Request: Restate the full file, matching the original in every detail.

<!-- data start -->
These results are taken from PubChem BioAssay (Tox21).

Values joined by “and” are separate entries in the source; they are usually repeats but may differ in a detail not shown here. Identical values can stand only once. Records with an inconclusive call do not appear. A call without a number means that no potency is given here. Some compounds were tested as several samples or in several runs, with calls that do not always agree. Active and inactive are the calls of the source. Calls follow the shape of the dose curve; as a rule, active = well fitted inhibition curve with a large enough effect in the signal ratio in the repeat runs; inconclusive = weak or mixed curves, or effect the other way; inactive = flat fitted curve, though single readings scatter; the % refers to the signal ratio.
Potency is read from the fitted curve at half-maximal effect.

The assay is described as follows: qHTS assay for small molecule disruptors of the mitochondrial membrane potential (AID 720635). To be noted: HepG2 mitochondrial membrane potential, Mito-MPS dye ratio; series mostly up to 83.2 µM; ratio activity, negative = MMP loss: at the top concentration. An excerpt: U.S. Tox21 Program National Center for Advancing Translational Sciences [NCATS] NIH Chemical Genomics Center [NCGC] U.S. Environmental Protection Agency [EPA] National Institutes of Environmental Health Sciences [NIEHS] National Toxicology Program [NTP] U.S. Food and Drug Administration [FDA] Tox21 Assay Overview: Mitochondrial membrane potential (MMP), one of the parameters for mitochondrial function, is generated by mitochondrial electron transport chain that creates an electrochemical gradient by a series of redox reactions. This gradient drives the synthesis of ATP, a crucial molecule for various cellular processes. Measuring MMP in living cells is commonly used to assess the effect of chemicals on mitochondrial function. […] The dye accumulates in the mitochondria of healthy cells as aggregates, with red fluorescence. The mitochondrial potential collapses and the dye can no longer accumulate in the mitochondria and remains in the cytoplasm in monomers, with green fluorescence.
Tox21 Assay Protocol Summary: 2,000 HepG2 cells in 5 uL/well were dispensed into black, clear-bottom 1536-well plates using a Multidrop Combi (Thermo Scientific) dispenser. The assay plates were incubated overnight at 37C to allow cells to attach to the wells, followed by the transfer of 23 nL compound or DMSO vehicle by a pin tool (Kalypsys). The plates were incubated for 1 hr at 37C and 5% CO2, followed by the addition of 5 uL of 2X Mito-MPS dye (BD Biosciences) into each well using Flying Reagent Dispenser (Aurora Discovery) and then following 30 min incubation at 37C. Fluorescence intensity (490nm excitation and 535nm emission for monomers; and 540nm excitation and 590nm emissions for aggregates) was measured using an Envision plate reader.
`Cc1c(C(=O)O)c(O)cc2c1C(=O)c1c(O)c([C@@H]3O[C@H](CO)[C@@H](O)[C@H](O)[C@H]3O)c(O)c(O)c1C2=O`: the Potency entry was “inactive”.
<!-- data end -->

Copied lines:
These results are taken from PubChem BioAssay (Tox21).

Values joined by “and” are separate entries in the source; they are usually repeats but may differ in a detail not shown here. Identical values can stand only once. Records with an inconclusive call do not appear. A call without a number means that no potency is given here. Some compounds were tested as several samples or in several runs, with calls that do not always agree. Active and inactive are the calls of the source. Calls follow the shape of the dose curve; as a rule, active = well fitted inhibition curve with a large enough effect in the signal ratio in the repeat runs; inconclusive = weak or mixed curves, or effect the other way; inactive = flat fitted curve, though single readings scatter; the % refers to the signal ratio.
Potency is read from the fitted curve at half-maximal effect.

The assay is described as follows: qHTS assay for small molecule disruptors of the mitochondrial membrane potential (AID 720635). To be noted: HepG2 mitochondrial membrane potential, Mito-MPS dye ratio; series mostly up to 83.2 µM; ratio activity, negative = MMP loss: at the top concentration. An excerpt: U.S. Tox21 Program National Center for Advancing Translational Sciences [NCATS] NIH Chemical Genomics Center [NCGC] U.S. Environmental Protection Agency [EPA] National Institutes of Environmental Health Sciences [NIEHS] National Toxicology Program [NTP] U.S. Food and Drug Administration [FDA] Tox21 Assay Overview: Mitochondrial membrane potential (MMP), one of the parameters for mitochondrial function, is generated by mitochondrial electron transport chain that creates an electrochemical gradient by a series of redox reactions. This gradient drives the synthesis of ATP, a crucial molecule for various cellular processes. Measuring MMP in living cells is commonly used to assess the effect of chemicals on mitochondrial function. […] The dye accumulates in the mitochondria of healthy cells as aggregates, with red fluorescence. The mitochondrial potential collapses and the dye can no longer accumulate in the mitochondria and remains in the cytoplasm in monomers, with green fluorescence.
Tox21 Assay Protocol Summary: 2,000 HepG2 cells in 5 uL/well were dispensed into black, clear-bottom 1536-well plates using a Multidrop Combi (Thermo Scientific) dispenser. The assay plates were incubated overnight at 37C to allow cells to attach to the wells, followed by the transfer of 23 nL compound or DMSO vehicle by a pin tool (Kalypsys). The plates were incubated for 1 hr at 37C and 5% CO2, followed by the addition of 5 uL of 2X Mito-MPS dye (BD Biosciences) into each well using Flying Reagent Dispenser (Aurora Discovery) and then following 30 min incubation at 37C. Fluorescence intensity (490nm excitation and 535nm emission for monomers; and 540nm excitation and 590nm emissions for aggregates) was measured using an Envision plate reader.
`Cc1c(C(=O)O)c(O)cc2c1C(=O)c1c(O)c([C@@H]3O[C@H](CO)[C@@H](O)[C@H](O)[C@H]3O)c(O)c(O)c1C2=O`: the Potency entry was “inactive”.